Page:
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Investigating the underlying mechanisms of categorical perception of colour using the event-related potential technique

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Abstract

Categorical perception (CP) of colour is demonstrated by faster and more accurate discrimination of colours that cross a category boundary than equivalently spaced colours from the same colour category. Despite a plethora of behavioural research investigating the origin and nature of colour CP, the underlying mechanisms involved in the effect are still unresolved. A recent body of work has made use of the Event-Related Potential (ERP) technique, which involves the measurement of event-related brain potentials at the scalp, enabling exploration of the time course of neural processes that are involved in colour CP. The merits of the ERP technique are presented and five studies that have used this approach to investigate colour CP and colour categorization are reviewed. Each is discussed in relation to the debate about the origin and nature of colour category effects.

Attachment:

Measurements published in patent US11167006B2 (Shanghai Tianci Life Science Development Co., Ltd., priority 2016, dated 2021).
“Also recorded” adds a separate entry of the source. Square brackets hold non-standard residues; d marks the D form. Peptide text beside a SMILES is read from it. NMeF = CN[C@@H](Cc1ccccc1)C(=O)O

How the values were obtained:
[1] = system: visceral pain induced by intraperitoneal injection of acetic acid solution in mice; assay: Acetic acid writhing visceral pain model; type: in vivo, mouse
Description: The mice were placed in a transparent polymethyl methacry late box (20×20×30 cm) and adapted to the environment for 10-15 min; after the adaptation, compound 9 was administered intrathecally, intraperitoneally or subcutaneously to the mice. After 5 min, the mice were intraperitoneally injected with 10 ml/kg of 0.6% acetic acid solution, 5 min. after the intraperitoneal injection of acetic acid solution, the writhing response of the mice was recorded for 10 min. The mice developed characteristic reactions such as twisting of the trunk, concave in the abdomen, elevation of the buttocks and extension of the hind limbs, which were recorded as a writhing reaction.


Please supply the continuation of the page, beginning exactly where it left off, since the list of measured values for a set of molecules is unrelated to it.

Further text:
References

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